RH: Tell me about the design process at Wadia particularly about the relationship between developing the technical and musical aspects f the product.

Kinne: We start a project by jointly defining, as a team, the features the unit. The meetings incorporate marketing, engineering, manufacturing, and anyone else who has input into the process. We then go into the design phase, in which we do a prototype mechanical and electrical design. The prototype undergoes extensive sonic evaluation in multiple systems, with different speakers, amplifiers, and listeners. We make adjustments until we have a consensus that we have achieved the sound we want to get from the product.

During that phase we would also be doing manufacturability analysis to make sure we can produce this design. Then we would run another set of prototypes and evaluate them to make sure that they are the same as what we had sought to achieve. Once that’s verified we start beta and show it to distributors and dealers. Then we start full-scale production.

PB: We’ve achieved a good balance between engineering and listening. You really need engineering expertise, especially with a digital product. You can’t design a digital product by the seat of your pants. At the same time, there are things you can hear that you can’t always predict. I think we’ve developed a good balance between our engineering techniques and working to achieve a sound that we think is pleasing and involving and engaging.

Harley Do you try to maintain a certain sound between products?

Kinne: You’ll hear similarities within different generations of products. The 2000 and 64.4 was one generation. Then we had an interim generation like the X-32 and the Wadia Pro. The Wadia 9, the 15, and then the 16 through the 26, was another generation. You’re not going to see major sound differences within those product groups; they are more consistent among themselves com pared to different generations. Now, with the 27 and the 2000 upgrade, we’ve moved into a whole new type of sonic performance.

RH: Is there an iterative design process, with a feedback mechanism from listening evaluations back to tweaking the design?

PB: It’s even closer than a feedback loop. Jim and Steve and I are all in the listening room at the same time, mixing ideas of our sonic perceptions. It’s not a situation where we take the unit away and then tell Jim what we think about the sound. It’s a much closer communication than that, where Jim is listening, too. Steve and I both have some technical understanding. It’s not to Jim’s level, but we have some insight into what he’s doing with design.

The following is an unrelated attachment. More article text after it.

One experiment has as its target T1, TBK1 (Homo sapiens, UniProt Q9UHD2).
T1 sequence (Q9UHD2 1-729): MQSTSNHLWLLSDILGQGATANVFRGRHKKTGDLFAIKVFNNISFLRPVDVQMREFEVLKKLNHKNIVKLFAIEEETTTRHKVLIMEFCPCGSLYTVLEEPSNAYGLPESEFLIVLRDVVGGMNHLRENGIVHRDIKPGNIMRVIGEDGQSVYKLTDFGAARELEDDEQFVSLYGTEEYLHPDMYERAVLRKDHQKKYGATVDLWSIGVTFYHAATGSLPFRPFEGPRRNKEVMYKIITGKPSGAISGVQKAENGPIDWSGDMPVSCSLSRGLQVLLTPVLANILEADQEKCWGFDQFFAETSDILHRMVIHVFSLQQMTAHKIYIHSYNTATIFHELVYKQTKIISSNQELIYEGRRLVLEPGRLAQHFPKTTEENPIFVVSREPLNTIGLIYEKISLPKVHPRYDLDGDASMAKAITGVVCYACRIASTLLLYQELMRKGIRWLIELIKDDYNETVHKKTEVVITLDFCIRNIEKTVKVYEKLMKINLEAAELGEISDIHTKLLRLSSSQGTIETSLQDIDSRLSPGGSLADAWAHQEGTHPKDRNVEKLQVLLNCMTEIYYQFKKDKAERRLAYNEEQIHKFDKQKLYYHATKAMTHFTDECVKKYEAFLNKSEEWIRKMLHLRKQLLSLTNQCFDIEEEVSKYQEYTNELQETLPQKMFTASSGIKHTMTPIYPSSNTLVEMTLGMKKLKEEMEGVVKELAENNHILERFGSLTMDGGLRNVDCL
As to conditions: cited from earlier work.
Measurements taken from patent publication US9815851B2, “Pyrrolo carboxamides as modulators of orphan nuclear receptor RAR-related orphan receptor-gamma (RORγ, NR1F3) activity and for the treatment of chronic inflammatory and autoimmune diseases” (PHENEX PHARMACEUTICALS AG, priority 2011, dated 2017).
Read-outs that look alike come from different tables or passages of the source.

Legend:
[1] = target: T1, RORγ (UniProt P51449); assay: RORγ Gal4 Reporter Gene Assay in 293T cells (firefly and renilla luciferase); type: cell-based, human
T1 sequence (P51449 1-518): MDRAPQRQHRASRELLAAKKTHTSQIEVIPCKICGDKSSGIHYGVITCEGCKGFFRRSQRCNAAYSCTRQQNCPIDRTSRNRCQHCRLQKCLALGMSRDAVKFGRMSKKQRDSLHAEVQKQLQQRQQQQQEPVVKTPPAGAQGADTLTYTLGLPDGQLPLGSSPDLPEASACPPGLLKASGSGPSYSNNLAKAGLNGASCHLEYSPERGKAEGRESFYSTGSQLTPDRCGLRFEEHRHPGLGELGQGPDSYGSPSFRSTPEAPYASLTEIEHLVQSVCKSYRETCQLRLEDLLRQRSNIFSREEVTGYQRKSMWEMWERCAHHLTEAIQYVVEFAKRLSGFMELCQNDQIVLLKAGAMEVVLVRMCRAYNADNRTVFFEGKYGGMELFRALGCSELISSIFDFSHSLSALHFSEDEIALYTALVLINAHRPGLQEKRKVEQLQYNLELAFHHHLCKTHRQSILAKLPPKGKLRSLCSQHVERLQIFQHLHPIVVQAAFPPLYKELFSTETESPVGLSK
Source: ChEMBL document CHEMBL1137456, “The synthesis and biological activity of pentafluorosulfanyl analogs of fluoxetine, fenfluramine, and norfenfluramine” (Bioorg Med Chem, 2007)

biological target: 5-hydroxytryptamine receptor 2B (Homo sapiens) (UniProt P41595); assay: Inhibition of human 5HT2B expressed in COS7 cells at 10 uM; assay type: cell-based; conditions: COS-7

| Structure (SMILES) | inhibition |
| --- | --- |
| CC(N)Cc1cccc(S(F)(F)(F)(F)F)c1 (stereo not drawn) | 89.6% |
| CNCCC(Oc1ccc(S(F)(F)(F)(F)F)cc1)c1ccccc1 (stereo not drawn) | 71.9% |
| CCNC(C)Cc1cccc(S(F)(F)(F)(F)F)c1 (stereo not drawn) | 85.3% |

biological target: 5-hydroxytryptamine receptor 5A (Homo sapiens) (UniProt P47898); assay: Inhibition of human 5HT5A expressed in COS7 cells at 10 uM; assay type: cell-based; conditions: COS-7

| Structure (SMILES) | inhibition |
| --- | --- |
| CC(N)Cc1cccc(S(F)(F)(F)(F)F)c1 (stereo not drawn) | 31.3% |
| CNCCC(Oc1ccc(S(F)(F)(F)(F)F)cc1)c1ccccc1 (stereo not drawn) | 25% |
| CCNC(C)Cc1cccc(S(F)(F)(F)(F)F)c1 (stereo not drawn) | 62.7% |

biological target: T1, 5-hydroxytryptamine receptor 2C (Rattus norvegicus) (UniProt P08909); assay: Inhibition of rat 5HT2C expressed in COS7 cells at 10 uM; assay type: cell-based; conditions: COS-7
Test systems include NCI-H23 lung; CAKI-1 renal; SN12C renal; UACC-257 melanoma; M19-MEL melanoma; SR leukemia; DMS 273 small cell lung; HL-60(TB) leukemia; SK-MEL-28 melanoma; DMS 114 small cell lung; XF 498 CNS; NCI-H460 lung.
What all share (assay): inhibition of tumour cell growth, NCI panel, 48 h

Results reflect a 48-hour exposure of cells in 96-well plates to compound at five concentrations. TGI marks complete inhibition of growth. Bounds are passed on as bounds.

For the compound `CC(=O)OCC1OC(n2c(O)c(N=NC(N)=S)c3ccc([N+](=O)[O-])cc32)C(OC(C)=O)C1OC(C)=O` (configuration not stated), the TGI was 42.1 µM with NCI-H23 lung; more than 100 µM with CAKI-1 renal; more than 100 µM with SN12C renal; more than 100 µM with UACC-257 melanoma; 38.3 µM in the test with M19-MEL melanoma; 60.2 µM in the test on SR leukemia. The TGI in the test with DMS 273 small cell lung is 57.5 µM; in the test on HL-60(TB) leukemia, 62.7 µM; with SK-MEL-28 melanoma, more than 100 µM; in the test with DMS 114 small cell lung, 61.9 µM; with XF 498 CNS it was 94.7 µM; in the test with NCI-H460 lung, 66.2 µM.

Huntley: The difficult part is finding the right point at which to sell the product, because we’re having so much fun making it sound better!

RH: What new projects is Wadia working on?

PB: We’ve already heard experiments here that sound far beyond what we’re doing now. We know we can improve on what we’ve done, and do it in a way that’s upgradeable as well.

For example, we have a time-base corrector in the Wadia 9. It’s like the Genesis Digital Lens — a very good way of reducing jitter. The Wadia 27 doesn’t have that because we couldn’t include it and still have it come in at the price we wanted it to. That’s at least the beginning of what the Wadia 9 upgrade will be.

ABOVE: Wadia’s listening room features Avalon speakers.

RH: How significant a factor is jitter in the performance of a product?

Kinne: Jitter certainly makes a large contribution to the way things sound. As you get products of higher and higher resolution, the jitter becomes more and more important.

Part of the reason jitter might not have been recognized in the past is that products of six or eight years ago had other problems that masked what jitter was doing. It’s probable that one of the most important things in current designs is correlated jitter. You have to address it.

RH: You emphasize correlated jitter rather than random jitter?

Kinne: Each has a different sonic effect. Correlated jitter has certain psychoacoustic effects that can almost be explain able in our testing. We were listening to something that had a design error, and Steve said it sounded like a peak at 180Hz. It turned out that this particular design error introduced a jitter artifact at 180Hz. It had the effect of making it seem like there was a peak there. Yet you cannot measure a peak or dip in the frequency response of the unit. It’s still not a well-understood process, other than you know it’s a problem and you want to get rid of it.

RH: Do you have your own methods of measuring jitter?

Kinne: Currently, we’re using a Wave Technologies Digital Time Scope. It’s similar to a Hewlett-Packard frequency- domain analyzer or modulation-domain analyzer, where it actually measures the time between edges for a large number of samples that you can program with a very high resolution. It is the standard in the telecommunication industry for measuring jitter and high-speed transmission lengths that are used in telephone applications.

RH: Wadia showed a product called the Power DAC at the 1991 CES— and it was playing music. It took in a d signal and drove loudspeakers at the other end. Why hasn’t it became a product?